Evaluating the impact of muon-induced cosmogenic 39Ar and 37Ar underground production on groundwater dating with field observations and numerical modeling

Stephanie Musy, Klaus Hinsby, Lars Troldborg, Hugo Delottier, Sophie Guillon, Philip Brunner, Roland Purtschert

Research output: Contribution to journalArticleResearchpeer-review


Groundwater dating by radioactive cosmogenic tracers such as 39Ar relies on the decay rate from a known initial atmospheric activity (100%modern). Thereby, it is assumed that cosmogenic 39Ar production in the subsurface is negligible at depths below the water table and that contributions from natural rock radioactivity are minor or missing. Here we present 39Ar data from aquifers located in quaternary glacial sediments and tertiary limestones in Denmark, which unequivocally demonstrate that cosmogenic production can induce considerable age biases. 39Ar values larger than 100%modern are observed at relatively shallow groundwater depths in non-radiogenic rocks. These activities are compared to calculations based on previously assessed depth-dependent production rates in rocks and realistic estimates of the emanated fractions to the water phase. The water residence time distribution with depth, which was determined by numerical flow modeling and particle tracking, underpinned the significance of muon-induced 39Ar production. The short-lived isotope 37Ar is produced by similar processes as 39Ar and demonstrated its usefulness as an indicator of local underground production in an aquifer. The significance of cosmogenic underground production in other possible recharge scenarios was then assessed by explicitly simulating the radioargon accumulation and decay in a 2D synthetical numerical model. These simulations demonstrated that underground production is negligible when the water infiltrates freely in a porous aquifer. However, in the presence of a confining layer impeding the infiltration at shallow depths (<30 m), as is the case in our study site in Denmark for instance, over-modern 39Ar activities (>100%modern) may occur. The age concluded from the dissolved activities is then possibly biased towards young values. Special attention should thus be paid to the recharge rates when using 39Ar for dating groundwater. 37Ar activities provide complementary information about the strength and mechanisms of underground production.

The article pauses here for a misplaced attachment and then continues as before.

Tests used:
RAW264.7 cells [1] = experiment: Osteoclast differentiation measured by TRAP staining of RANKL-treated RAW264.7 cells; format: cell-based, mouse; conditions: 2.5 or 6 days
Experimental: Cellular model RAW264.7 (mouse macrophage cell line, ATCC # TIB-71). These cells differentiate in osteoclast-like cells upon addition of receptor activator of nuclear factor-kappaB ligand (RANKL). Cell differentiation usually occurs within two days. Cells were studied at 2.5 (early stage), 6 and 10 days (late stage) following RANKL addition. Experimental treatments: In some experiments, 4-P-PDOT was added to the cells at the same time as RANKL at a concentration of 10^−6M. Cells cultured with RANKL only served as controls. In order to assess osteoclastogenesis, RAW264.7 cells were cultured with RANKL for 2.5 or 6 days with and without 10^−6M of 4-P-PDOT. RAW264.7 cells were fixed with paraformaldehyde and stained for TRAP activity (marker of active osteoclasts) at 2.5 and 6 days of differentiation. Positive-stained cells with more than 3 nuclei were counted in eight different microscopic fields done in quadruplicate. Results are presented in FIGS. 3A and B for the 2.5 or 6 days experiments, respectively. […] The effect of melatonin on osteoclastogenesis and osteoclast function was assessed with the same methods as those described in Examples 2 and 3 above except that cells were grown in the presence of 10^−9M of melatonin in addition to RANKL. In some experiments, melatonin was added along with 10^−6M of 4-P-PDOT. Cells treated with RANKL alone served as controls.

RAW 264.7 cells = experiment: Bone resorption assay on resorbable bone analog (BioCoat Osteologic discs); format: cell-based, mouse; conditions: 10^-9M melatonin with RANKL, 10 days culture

Original languageEnglish
Article number166588
Number of pages12
JournalScience of the Total Environment
Publication statusPublished - 10 Dec 2023


  • Integrated surface and subsurface hydrological models
  • Isotope hydrology
  • Radioargon
  • Subsurface production

Programme Area

  • Programme Area 2: Water Resources


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